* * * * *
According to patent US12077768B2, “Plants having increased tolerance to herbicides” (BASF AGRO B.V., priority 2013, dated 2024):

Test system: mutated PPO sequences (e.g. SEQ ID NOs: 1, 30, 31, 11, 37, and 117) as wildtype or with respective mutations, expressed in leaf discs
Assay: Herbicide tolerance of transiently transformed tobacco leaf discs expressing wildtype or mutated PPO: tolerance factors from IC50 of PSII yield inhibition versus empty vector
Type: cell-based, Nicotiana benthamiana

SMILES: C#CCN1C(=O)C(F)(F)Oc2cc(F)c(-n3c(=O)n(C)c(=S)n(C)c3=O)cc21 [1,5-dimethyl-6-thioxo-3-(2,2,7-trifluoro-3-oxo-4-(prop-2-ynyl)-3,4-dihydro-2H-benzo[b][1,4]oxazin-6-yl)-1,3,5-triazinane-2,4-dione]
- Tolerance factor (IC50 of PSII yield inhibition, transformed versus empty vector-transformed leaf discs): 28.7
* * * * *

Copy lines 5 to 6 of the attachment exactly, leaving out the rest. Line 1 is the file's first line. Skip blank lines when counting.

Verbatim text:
SMILES: C#CCN1C(=O)C(F)(F)Oc2cc(F)c(-n3c(=O)n(C)c(=S)n(C)c3=O)cc21 [1,5-dimethyl-6-thioxo-3-(2,2,7-trifluoro-3-oxo-4-(prop-2-ynyl)-3,4-dihydro-2H-benzo[b][1,4]oxazin-6-yl)-1,3,5-triazinane-2,4-dione]
- Tolerance factor (IC50 of PSII yield inhibition, transformed versus empty vector-transformed leaf discs): 28.7